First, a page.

While qualitative tests are still very much in use in clinical diagnostic labs today — finding the presence of a specific microbe, or determining whether someone harbors a specific gene variant for disease susceptibility, for instance — it's quantitative tests that have come of age, thanks mostly to advances in real-time PCR instrumentation.
Real-time instruments with multi-well plates have been on the market for years, but the trend toward multiplexed assays, or running more than one PCR reaction in the same tube, has graced the stage only recently. Whether it's through automation, improved sample throughput, or multiplexing capabilities, the increased technical capacity of many instruments are paving the road for their use in diagnostics.
It's no surprise that clinical labs have migrated to real-time PCR for their bread-and-butter tests. "All labs worth their salt that have any level of sophistication that are doing new age analytes are almost certainly doing them using real-time PCR," says Dan Farkas, executive director of the Center for Molecular Medicine in Grand Rapids, Mich. "It's just so much simpler, one platform, it's less interaction with the tests by the technologists. It virtually eliminates the possibility of amplicon contamination."
Over at the University of Pittsburgh Medical Center, Jeffrey Kant directs the division of molecular diagnostics, which runs a lab serving the academic medical center and clinical researchers. Kant sees "an evolution away from qualitative testing toward quantitative testing," he says. "For viruses or fungi, the feeling is a test that can quantitate the level of something that's present is superior to a test that can just tell you whether it's present or absent."
One of the biggest strengths of real-time PCR is its reproducibility. That certainly comes in handy in clinical and diagnostic labs, where the key to good patient therapy monitoring is the ability to track a quantitative measure from day to day. "It's the reproducibility, that if I use your test today, get a result, and if a year from now I have to look back on it, there's consistency and accuracy and reproducibility in that result that I get," says John McCune, Roche's manager of molecular diagnostic reagent marketing.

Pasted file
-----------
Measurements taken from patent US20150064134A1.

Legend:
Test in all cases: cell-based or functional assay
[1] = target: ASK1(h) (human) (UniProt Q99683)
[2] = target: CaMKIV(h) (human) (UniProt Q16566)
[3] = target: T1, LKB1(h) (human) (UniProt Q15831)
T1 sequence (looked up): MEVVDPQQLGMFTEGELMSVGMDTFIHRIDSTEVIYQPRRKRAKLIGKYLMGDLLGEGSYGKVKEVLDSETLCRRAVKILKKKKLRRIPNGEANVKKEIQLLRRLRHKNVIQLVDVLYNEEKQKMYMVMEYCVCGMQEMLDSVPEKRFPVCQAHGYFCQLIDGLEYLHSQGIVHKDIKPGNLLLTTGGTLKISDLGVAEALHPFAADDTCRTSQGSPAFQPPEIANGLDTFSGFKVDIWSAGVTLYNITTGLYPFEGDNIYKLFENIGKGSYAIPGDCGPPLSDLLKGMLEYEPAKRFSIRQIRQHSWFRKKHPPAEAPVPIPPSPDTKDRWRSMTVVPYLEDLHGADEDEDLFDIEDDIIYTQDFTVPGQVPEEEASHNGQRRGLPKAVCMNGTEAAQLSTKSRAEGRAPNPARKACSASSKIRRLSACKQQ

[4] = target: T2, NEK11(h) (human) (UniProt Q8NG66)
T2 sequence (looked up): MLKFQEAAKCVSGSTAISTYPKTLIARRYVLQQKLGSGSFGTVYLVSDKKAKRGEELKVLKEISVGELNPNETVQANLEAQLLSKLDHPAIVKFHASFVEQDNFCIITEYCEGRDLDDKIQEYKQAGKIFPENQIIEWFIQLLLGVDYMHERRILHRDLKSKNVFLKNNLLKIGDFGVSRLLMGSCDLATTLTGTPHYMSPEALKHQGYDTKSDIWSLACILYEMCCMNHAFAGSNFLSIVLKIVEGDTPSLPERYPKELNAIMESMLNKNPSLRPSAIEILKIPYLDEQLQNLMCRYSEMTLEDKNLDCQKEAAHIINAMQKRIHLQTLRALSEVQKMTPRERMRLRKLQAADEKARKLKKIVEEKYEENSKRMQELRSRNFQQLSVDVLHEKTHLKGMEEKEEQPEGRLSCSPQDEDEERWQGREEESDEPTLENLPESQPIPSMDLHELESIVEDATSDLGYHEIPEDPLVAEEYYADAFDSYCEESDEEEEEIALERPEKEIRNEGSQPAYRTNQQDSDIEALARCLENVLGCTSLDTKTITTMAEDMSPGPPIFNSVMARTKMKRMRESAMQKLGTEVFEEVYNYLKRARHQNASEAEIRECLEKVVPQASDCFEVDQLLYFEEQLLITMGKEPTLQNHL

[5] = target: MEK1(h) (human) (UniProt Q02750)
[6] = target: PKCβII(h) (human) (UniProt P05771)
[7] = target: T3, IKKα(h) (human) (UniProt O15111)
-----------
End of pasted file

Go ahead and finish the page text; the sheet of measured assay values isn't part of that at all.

The difference between a clinical laboratory and research laboratory is "one of rigor and one of reproducibility" — where running a test the same way each time is the key to success, says Farkas.
The multiplex factor
Vendors are reaching toward diagnostics not only with higher-throughput machines, but also with multiplexed assays. Running these tests — whether to look for multiple gene variants, a panel of gene expression transcripts, or the presence of more than one microorganism — has certainly been made easier by improved automation. However, bottlenecks remain, mostly in the form of sample handling and data analysis.
Several vendors are at the forefront. Applied Biosystems recently licensed its technology to Abbott Diagnostics, which, in collaboration with Celera, created the m2000 system. This platform automates the extraction and purification of DNA and RNA from patient samples prior to running real-time PCR. While most PCR instruments offer 96-well plates, several can run 384 reactions simultaneously. Roche will launch a 1,536-well plate instrument later this year and Fluidigm will upgrade its BioMark to run 96 samples.
Today, these instruments are mostly used for gene expression analysis. In a move to multiplex this process, several companies have launched assays that can test for many genes simultaneously. Agendia's MammaPrint looks at the gene expression profile of 70 genes and uses PCR followed by hybridization to a standard microarray chip. Genomic Health's Oncotype DX uses PCR to quantify the expression levels of a panel of 21 genes.